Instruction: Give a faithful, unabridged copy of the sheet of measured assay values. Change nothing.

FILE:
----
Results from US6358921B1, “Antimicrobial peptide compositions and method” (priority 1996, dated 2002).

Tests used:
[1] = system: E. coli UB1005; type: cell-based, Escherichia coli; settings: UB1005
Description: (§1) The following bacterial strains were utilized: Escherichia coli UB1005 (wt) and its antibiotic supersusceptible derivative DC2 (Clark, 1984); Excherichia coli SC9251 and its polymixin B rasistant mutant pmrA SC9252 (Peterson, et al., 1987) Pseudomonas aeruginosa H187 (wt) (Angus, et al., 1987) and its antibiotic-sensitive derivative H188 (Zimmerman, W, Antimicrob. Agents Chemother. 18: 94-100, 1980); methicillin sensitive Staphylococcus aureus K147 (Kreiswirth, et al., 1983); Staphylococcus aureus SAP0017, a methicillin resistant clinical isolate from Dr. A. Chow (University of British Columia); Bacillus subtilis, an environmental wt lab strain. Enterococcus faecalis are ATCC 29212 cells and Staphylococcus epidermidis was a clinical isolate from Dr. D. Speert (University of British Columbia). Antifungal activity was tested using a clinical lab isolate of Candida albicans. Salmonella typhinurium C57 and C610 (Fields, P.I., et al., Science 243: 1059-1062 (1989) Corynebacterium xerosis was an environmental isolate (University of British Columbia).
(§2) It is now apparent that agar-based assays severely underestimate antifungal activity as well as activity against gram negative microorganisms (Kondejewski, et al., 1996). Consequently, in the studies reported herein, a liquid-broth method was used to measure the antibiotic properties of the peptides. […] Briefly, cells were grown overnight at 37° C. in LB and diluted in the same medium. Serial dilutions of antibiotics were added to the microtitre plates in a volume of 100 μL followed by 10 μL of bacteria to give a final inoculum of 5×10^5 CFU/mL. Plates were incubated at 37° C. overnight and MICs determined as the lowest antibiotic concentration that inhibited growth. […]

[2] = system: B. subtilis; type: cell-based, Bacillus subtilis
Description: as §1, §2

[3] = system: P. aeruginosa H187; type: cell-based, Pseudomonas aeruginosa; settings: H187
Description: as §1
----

Results from US6358921B1, “Antimicrobial peptide compositions and method” (priority 1996, dated 2002).

Tests used:
[1] = system: E. coli UB1005; type: cell-based, Escherichia coli; settings: UB1005
Description: (§1) The following bacterial strains were utilized: Escherichia coli UB1005 (wt) and its antibiotic supersusceptible derivative DC2 (Clark, 1984); Excherichia coli SC9251 and its polymixin B rasistant mutant pmrA SC9252 (Peterson, et al., 1987) Pseudomonas aeruginosa H187 (wt) (Angus, et al., 1987) and its antibiotic-sensitive derivative H188 (Zimmerman, W, Antimicrob. Agents Chemother. 18: 94-100, 1980); methicillin sensitive Staphylococcus aureus K147 (Kreiswirth, et al., 1983); Staphylococcus aureus SAP0017, a methicillin resistant clinical isolate from Dr. A. Chow (University of British Columia); Bacillus subtilis, an environmental wt lab strain. Enterococcus faecalis are ATCC 29212 cells and Staphylococcus epidermidis was a clinical isolate from Dr. D. Speert (University of British Columbia). Antifungal activity was tested using a clinical lab isolate of Candida albicans. Salmonella typhinurium C57 and C610 (Fields, P.I., et al., Science 243: 1059-1062 (1989) Corynebacterium xerosis was an environmental isolate (University of British Columbia).
(§2) It is now apparent that agar-based assays severely underestimate antifungal activity as well as activity against gram negative microorganisms (Kondejewski, et al., 1996). Consequently, in the studies reported herein, a liquid-broth method was used to measure the antibiotic properties of the peptides. […] Briefly, cells were grown overnight at 37° C. in LB and diluted in the same medium. Serial dilutions of antibiotics were added to the microtitre plates in a volume of 100 μL followed by 10 μL of bacteria to give a final inoculum of 5×10^5 CFU/mL. Plates were incubated at 37° C. overnight and MICs determined as the lowest antibiotic concentration that inhibited growth. […]

[2] = system: B. subtilis; type: cell-based, Bacillus subtilis
Description: as §1, §2

[3] = system: P. aeruginosa H187; type: cell-based, Pseudomonas aeruginosa; settings: H187
Description: as §1